Sunday

Persuasion and Northanger Abbey by Jane Austen - Book Review

As part of the Masterpiece Theatre “Sundays With Jane” program, I have been exploring the entire Austen canon. As I’m reading the novels in the order of their television appearance, my first read was Persuasion, my second, Northanger Abbey. I’d read excerpts of Persuasion during various Lit. Courses but had not read nor viewed this title in its entirety. I’d read Northanger Abbey in my twenties and now realize that I’d not appreciated it to its fullest measure.

Persuasion was Austen’s last novel, completed at 40 years of age. She was ill for a good deal of its construction and died before titling it. Her earlier themes of fidelity, sensibility, and fortitude are present. Her protagonist the strong, quiet type once again. Her witty, masterfully subtle sarcasm continues, as does an effortless awareness that she is writing on topics she might have herself lived. There are a couple of new themes incorporated: that of an older heroine and of being self-made rather than born-into wealth. The wording seems longer and less plot driven (not to say this was ever her case) than her other works. Perhaps she would have edited more tightly if feeling healthier or given additional time …..

After five Austen novels, I cannot declare Persuasion a favorite (the ending was too easily resolved). However, the Masterpiece Theatre rendition gave it added depth. When reading Austen, it is laborious for a modern speaking gal to fully envision the flawlessly executed banter of which Austen holds sway. If I were studying her writings for class, and thus reading at a slower and more critical pace, I might better visualize the scenes. At any rate, the show was exceptionally presented. I grew to love Anne. Her actress, Sally Hawkins, executed the role superbly.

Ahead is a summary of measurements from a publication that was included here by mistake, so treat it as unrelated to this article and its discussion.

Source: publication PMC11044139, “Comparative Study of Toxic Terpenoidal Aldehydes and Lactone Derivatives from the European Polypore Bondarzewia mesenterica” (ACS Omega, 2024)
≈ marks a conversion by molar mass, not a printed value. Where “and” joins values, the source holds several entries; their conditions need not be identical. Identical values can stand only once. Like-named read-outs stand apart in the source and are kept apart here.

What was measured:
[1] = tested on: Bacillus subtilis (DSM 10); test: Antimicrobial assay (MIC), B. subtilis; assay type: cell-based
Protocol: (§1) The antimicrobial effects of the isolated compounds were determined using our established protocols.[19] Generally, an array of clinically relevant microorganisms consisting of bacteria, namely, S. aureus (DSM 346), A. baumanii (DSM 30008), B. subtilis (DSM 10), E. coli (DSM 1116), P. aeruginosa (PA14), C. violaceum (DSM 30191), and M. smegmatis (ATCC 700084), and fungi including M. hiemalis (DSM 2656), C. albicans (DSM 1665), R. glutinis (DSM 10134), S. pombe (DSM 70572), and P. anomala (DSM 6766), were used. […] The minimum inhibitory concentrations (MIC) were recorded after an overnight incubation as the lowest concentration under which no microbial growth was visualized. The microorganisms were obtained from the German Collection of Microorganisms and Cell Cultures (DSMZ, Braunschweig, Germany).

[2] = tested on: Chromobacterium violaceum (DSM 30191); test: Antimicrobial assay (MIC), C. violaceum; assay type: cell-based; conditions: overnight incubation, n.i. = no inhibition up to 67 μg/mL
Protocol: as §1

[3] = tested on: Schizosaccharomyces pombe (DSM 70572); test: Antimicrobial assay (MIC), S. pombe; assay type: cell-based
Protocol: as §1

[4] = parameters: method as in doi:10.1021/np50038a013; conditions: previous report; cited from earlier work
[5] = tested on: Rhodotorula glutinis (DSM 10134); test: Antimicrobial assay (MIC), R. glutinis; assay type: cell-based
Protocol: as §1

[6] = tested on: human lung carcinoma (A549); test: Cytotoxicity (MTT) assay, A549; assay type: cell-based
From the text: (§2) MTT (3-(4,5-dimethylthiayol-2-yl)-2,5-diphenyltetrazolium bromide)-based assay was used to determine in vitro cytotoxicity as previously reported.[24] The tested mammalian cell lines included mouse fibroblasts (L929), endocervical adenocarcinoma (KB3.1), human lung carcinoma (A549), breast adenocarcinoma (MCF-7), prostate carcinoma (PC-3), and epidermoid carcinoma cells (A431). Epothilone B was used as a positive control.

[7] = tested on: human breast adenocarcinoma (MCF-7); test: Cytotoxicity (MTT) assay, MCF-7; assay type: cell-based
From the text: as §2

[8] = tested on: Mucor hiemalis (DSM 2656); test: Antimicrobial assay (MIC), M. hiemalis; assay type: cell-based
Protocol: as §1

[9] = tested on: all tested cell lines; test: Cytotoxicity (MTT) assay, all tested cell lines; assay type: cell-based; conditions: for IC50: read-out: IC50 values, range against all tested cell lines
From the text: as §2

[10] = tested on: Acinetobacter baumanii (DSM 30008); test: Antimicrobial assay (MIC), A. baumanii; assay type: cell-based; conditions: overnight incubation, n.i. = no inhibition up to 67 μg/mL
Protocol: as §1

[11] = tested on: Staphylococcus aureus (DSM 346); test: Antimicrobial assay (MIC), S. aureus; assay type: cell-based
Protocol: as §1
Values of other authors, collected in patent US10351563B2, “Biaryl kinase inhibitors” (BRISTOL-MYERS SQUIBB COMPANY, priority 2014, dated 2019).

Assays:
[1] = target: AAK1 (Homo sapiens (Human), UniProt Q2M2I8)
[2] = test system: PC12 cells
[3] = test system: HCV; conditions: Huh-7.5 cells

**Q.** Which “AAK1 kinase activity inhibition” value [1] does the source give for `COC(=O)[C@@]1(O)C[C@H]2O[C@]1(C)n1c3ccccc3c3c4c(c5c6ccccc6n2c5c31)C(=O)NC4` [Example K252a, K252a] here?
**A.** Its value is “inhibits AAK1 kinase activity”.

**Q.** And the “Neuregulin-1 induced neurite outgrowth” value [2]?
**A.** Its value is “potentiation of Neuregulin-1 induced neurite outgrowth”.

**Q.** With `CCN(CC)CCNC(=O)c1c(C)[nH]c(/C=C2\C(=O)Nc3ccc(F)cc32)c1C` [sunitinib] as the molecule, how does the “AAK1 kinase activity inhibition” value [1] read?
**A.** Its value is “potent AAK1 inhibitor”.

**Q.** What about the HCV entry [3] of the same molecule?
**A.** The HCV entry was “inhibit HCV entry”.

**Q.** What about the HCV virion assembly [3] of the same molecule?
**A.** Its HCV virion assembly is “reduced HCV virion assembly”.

My second reading, Northanger Abbey, was Austen’s first novel. It was written when she was 23, but not published until after her death. Once again, this story seems to incorporate Jane’s own life. Since so little is fact and speculations abound as to Austen’s own romance, it’s easy to imagine a young Jane hurt and wounded because money was against her love. Perhaps Austen’s use of sarcasm is best considered in not only the period’s context, but also in inventing her a broken heart. Austen’s witty meditation on Gothic novels, especially steamy romance, is easily achieved. Another recurring device is the use of miscommunication. The miscommunications create tension and a ‘how will it resolve’ plot advancement. The fact that the protagonist is missing information causes further miscommunication (also on the reader’s part). It’s easy to see J K Rowling’s being an Austen aficionado and emulator. Though this novel is uneven, with the Northanger Abbey section taking on a more direct Gothic feel, I liked it for its brevity. The writing was exact and effortlessly imagined.

Masterpiece Theatre gave a second rousing performance with Northanger Abbey, though I feel Persuasion was the better of the two. Now I really wish I’d spent more time in Bath!

Buy Persuasion HERE
Buy Northanger Abbey HERE
Buy Masterpiece Theatre: Northanger Abbey HERE
Buy Masterpiece Theatre: Persuasion HERE

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